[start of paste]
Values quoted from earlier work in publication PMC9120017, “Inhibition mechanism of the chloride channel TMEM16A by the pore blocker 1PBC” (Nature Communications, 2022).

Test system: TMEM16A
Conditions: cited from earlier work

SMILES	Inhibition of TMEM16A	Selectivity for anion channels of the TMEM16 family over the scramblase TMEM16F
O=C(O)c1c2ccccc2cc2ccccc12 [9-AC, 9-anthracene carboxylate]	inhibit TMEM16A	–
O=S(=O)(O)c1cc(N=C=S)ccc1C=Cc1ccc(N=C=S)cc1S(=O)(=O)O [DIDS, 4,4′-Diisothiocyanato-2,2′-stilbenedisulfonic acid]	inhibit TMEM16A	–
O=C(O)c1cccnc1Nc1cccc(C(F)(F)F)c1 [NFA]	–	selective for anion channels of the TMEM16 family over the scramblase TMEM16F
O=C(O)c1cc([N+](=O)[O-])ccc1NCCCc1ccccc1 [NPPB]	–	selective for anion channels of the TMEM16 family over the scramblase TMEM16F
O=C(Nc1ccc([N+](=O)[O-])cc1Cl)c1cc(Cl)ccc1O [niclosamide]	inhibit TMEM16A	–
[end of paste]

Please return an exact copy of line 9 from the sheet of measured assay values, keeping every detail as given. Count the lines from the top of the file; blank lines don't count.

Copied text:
O=C(Nc1ccc([N+](=O)[O-])cc1Cl)c1cc(Cl)ccc1O [niclosamide]	inhibit TMEM16A	–